Back to old-fashioned fun as Disney returns to basics

PUBLISHED: 15:21 04 February 2010 | UPDATED: 16:44 07 September 2010

The Princess and The Frog (U) Directors Ron Clements and John Musker Starring the voices of Anika Noni Rose, Bruno Campos, Keith David, Michael-Leon Wooley, Jim Cummings 97 mins Three star rating The latest movie from Disney is a something entirely unex

The Princess and The Frog (U) Directors Ron Clements and John Musker

Starring the voices of Anika Noni Rose, Bruno Campos, Keith David, Michael-Leon Wooley, Jim Cummings

97 mins

Three star rating

The latest movie from Disney is a something entirely unexpected - it's an actual Disney Film. The Princess and The Frog is everything you expect of a classic Disney animation - no computers, no 3D glasses, just a classic fairytale with lots of music, talking animals, improbable inter-species friendships, a surprisingly frightening villain and even a star that gets wished upon.

Disney hasn't made a hand-drawn animation for five years and hasn't had a hit with one for over a decade, or more or less since the rise of Pixar. Now that Pixar's John Lasseter is the main creative boss at Disney, he is trying to revive traditional ani-mated films and The Princess and The Frog has that classic Disney look - it could have been made anytime in the last two decades.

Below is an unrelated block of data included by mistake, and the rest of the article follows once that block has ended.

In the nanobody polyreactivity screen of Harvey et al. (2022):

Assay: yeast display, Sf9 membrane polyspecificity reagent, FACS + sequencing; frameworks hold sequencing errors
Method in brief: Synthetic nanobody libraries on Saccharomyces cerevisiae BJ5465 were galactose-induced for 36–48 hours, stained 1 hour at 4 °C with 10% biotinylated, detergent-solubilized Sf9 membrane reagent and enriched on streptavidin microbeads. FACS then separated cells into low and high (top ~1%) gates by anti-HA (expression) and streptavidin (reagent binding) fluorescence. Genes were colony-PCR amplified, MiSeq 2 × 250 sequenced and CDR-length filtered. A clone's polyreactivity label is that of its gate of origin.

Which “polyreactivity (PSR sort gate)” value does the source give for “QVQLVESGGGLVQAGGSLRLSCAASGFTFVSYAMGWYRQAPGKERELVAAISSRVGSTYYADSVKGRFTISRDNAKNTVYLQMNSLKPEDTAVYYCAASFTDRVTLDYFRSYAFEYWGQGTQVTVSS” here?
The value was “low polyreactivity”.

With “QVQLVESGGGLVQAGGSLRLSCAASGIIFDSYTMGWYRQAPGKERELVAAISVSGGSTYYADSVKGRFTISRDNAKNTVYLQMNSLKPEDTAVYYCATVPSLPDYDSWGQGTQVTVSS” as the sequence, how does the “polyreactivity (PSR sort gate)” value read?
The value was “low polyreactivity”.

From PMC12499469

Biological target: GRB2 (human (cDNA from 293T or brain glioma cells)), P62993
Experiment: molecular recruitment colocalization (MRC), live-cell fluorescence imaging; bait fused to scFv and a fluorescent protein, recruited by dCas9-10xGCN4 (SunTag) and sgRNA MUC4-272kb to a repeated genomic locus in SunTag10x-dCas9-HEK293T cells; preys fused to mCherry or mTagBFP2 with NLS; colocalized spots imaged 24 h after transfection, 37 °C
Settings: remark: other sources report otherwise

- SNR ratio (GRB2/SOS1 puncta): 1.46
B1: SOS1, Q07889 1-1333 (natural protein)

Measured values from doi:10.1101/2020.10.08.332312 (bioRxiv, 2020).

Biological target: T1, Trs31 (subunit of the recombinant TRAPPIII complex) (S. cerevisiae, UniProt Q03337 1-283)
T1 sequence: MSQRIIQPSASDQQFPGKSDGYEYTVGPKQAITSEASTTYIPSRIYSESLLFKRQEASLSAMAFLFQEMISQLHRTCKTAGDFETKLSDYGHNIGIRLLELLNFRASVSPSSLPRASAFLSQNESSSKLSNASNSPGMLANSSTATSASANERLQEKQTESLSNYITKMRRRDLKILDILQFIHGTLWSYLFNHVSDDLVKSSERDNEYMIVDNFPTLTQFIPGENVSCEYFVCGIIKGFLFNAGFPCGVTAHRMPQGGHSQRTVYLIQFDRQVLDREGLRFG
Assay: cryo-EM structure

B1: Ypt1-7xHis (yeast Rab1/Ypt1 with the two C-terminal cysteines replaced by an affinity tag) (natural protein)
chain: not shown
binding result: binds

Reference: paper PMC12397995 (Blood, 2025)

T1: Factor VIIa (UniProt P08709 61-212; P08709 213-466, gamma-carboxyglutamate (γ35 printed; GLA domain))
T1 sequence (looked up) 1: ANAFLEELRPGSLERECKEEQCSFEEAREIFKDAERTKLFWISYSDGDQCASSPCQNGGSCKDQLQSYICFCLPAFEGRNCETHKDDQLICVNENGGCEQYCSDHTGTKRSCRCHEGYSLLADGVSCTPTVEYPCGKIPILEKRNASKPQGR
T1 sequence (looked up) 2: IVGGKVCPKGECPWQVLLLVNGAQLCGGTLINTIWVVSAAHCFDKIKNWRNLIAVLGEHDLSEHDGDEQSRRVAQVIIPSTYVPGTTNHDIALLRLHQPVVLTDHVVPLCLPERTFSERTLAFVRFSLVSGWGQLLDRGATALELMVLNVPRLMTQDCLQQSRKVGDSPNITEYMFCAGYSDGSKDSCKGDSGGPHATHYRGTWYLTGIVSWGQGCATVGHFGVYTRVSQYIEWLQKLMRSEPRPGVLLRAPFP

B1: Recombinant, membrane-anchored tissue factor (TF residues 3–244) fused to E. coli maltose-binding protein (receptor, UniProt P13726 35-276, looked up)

The film reworks the old Frog Prince fairytale, setting it in New Orleans. The perhaps overly busy plot has a poor black waitress and a visiting Prince getting turned into frogs, an evil voodoo witch doctor, a jazz trumpet playing crocodile and a quest to regain human form.

In the interest of fairness, I must concede that watching this film was a miserable experience. Dragged out on a Sunday morning to the worst cinema in London (the tiny Odeon Panton Street with its book of stamp-sized screens - even when it's free it feels like you've been ripped off) and stuck in a crummy little room with a bunch of kids primarily concerned with talking loudly, rustling plastic bags, shoving food in their fat little faces and getting up to go to the toilet - I was far too uptight and aggravated to rate it fairly.

So I'm hedging my judgment with the three stars. I will admit that, despite everything, I did find the ending very touching but that said the whole film did feel very old-fashioned, almost historical. It reminded me that, even as a kid, I'd never really liked Disney films, they were always a bit too soppy with too many songs.

At the end, the kids all seemed to think it was good. But unless this was a rogue batch of bawling sprogs and entirely unrepresen-tative, it was marked how much more effective Pixar films are at shutting them up.

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